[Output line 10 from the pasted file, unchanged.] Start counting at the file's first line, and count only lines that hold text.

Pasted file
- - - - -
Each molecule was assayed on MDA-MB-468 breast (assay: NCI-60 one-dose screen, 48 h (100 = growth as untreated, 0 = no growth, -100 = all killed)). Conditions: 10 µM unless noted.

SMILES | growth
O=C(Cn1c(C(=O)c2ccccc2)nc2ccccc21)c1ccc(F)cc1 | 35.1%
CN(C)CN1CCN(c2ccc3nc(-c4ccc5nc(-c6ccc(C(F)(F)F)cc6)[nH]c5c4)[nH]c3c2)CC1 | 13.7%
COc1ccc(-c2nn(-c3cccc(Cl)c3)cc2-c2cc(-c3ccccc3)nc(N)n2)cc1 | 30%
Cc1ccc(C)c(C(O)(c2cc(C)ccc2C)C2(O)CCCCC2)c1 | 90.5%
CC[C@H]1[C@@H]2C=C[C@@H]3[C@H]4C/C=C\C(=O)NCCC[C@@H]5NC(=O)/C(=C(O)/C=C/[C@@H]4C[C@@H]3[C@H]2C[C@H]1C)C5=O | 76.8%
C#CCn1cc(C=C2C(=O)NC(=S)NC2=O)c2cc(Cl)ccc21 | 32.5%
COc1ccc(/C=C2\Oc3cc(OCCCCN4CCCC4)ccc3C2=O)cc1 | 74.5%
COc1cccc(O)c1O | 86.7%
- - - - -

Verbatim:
COc1cccc(O)c1O | 86.7%